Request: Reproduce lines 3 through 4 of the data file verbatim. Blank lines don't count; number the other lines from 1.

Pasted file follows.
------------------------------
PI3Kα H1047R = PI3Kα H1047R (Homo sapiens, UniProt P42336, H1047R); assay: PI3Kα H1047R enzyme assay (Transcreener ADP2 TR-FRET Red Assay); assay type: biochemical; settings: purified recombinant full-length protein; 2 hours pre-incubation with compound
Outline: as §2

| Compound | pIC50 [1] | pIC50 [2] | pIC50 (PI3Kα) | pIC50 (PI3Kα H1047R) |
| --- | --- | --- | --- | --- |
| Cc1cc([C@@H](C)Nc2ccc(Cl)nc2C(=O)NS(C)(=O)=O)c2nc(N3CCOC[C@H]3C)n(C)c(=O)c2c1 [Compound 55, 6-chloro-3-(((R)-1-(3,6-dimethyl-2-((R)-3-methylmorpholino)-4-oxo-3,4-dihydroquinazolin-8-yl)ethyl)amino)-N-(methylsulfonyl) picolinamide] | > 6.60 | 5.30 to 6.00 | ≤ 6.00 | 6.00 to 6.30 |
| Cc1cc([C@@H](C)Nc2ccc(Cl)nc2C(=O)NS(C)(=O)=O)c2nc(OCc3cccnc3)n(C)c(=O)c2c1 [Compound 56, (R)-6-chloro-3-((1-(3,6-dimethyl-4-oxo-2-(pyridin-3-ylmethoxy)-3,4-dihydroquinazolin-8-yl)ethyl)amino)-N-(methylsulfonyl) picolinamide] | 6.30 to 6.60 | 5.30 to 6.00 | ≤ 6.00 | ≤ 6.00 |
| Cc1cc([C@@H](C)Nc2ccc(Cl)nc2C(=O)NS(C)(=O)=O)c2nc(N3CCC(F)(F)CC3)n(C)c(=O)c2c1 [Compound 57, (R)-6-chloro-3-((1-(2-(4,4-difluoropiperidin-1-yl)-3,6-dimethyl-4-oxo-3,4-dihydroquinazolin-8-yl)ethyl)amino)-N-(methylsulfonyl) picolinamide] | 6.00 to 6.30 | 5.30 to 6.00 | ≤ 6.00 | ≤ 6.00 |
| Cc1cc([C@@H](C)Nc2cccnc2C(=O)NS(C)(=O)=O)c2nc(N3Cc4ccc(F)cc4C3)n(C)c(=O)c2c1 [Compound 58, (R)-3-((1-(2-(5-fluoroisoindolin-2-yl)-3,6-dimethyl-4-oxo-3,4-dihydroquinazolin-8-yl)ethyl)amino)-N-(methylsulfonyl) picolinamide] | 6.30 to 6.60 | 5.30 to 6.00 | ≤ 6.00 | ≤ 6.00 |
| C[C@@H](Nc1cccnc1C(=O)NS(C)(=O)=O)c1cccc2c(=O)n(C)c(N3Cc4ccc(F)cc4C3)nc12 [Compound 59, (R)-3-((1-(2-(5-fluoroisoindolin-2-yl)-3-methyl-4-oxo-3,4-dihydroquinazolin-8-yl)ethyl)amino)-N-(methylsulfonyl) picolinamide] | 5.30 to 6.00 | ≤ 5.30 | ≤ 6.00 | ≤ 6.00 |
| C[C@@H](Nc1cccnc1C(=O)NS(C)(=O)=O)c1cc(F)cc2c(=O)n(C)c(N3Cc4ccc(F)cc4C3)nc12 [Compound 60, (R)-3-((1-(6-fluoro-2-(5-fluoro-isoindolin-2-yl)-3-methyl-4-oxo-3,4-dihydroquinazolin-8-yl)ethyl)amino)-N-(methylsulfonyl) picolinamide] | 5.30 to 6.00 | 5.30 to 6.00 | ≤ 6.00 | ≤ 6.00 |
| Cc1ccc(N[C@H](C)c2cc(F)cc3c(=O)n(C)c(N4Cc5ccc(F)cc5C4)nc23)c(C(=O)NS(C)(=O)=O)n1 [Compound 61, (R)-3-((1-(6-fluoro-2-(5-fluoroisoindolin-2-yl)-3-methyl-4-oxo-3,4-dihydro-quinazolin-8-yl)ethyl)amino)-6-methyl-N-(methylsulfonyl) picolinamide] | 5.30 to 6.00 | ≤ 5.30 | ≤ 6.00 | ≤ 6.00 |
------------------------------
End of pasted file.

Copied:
| Compound | pIC50 [1] | pIC50 [2] | pIC50 (PI3Kα) | pIC50 (PI3Kα H1047R) |
| --- | --- | --- | --- | --- |